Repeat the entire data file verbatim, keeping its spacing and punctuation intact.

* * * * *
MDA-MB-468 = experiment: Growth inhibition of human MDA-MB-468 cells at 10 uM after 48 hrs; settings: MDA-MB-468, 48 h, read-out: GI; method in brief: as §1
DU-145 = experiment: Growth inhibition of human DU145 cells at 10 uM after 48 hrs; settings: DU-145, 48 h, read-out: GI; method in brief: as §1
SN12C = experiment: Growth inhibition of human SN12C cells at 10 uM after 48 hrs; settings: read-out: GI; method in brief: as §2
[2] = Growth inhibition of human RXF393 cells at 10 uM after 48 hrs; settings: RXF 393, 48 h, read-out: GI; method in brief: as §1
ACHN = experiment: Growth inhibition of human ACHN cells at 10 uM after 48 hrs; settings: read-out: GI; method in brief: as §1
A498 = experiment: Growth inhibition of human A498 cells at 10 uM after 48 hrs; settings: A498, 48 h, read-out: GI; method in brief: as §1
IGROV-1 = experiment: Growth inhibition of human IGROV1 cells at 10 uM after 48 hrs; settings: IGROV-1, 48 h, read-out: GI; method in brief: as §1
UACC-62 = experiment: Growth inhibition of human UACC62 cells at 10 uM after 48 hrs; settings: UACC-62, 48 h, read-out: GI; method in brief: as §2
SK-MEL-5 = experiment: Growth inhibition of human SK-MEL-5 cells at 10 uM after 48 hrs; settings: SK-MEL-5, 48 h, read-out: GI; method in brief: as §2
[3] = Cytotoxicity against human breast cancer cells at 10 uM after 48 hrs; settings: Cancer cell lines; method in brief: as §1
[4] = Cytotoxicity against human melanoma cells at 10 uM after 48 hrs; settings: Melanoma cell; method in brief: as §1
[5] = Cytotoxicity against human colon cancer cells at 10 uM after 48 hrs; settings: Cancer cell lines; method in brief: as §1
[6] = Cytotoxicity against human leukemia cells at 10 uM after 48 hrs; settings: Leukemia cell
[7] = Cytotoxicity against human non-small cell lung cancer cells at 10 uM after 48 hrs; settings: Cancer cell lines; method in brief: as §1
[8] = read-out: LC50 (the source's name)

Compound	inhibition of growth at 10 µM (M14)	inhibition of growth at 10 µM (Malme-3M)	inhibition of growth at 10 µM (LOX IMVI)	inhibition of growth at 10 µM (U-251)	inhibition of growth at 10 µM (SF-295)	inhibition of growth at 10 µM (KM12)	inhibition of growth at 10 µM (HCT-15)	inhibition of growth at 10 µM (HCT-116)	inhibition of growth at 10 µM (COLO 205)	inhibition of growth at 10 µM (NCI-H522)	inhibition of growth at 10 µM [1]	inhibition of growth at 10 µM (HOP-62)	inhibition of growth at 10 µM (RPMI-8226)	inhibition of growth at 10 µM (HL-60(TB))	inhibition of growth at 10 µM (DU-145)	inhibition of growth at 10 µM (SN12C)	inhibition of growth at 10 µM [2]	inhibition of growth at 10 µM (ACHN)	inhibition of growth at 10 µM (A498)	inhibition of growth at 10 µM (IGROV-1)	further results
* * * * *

MDA-MB-468 = experiment: Growth inhibition of human MDA-MB-468 cells at 10 uM after 48 hrs; settings: MDA-MB-468, 48 h, read-out: GI; method in brief: as §1
DU-145 = experiment: Growth inhibition of human DU145 cells at 10 uM after 48 hrs; settings: DU-145, 48 h, read-out: GI; method in brief: as §1
SN12C = experiment: Growth inhibition of human SN12C cells at 10 uM after 48 hrs; settings: read-out: GI; method in brief: as §2
[2] = Growth inhibition of human RXF393 cells at 10 uM after 48 hrs; settings: RXF 393, 48 h, read-out: GI; method in brief: as §1
ACHN = experiment: Growth inhibition of human ACHN cells at 10 uM after 48 hrs; settings: read-out: GI; method in brief: as §1
A498 = experiment: Growth inhibition of human A498 cells at 10 uM after 48 hrs; settings: A498, 48 h, read-out: GI; method in brief: as §1
IGROV-1 = experiment: Growth inhibition of human IGROV1 cells at 10 uM after 48 hrs; settings: IGROV-1, 48 h, read-out: GI; method in brief: as §1
UACC-62 = experiment: Growth inhibition of human UACC62 cells at 10 uM after 48 hrs; settings: UACC-62, 48 h, read-out: GI; method in brief: as §2
SK-MEL-5 = experiment: Growth inhibition of human SK-MEL-5 cells at 10 uM after 48 hrs; settings: SK-MEL-5, 48 h, read-out: GI; method in brief: as §2
[3] = Cytotoxicity against human breast cancer cells at 10 uM after 48 hrs; settings: Cancer cell lines; method in brief: as §1
[4] = Cytotoxicity against human melanoma cells at 10 uM after 48 hrs; settings: Melanoma cell; method in brief: as §1
[5] = Cytotoxicity against human colon cancer cells at 10 uM after 48 hrs; settings: Cancer cell lines; method in brief: as §1
[6] = Cytotoxicity against human leukemia cells at 10 uM after 48 hrs; settings: Leukemia cell
[7] = Cytotoxicity against human non-small cell lung cancer cells at 10 uM after 48 hrs; settings: Cancer cell lines; method in brief: as §1
[8] = read-out: LC50 (the source's name)

Compound	inhibition of growth at 10 µM (M14)	inhibition of growth at 10 µM (Malme-3M)	inhibition of growth at 10 µM (LOX IMVI)	inhibition of growth at 10 µM (U-251)	inhibition of growth at 10 µM (SF-295)	inhibition of growth at 10 µM (KM12)	inhibition of growth at 10 µM (HCT-15)	inhibition of growth at 10 µM (HCT-116)	inhibition of growth at 10 µM (COLO 205)	inhibition of growth at 10 µM (NCI-H522)	inhibition of growth at 10 µM [1]	inhibition of growth at 10 µM (HOP-62)	inhibition of growth at 10 µM (RPMI-8226)	inhibition of growth at 10 µM (HL-60(TB))	inhibition of growth at 10 µM (DU-145)	inhibition of growth at 10 µM (SN12C)	inhibition of growth at 10 µM [2]	inhibition of growth at 10 µM (ACHN)	inhibition of growth at 10 µM (A498)	inhibition of growth at 10 µM (IGROV-1)	further results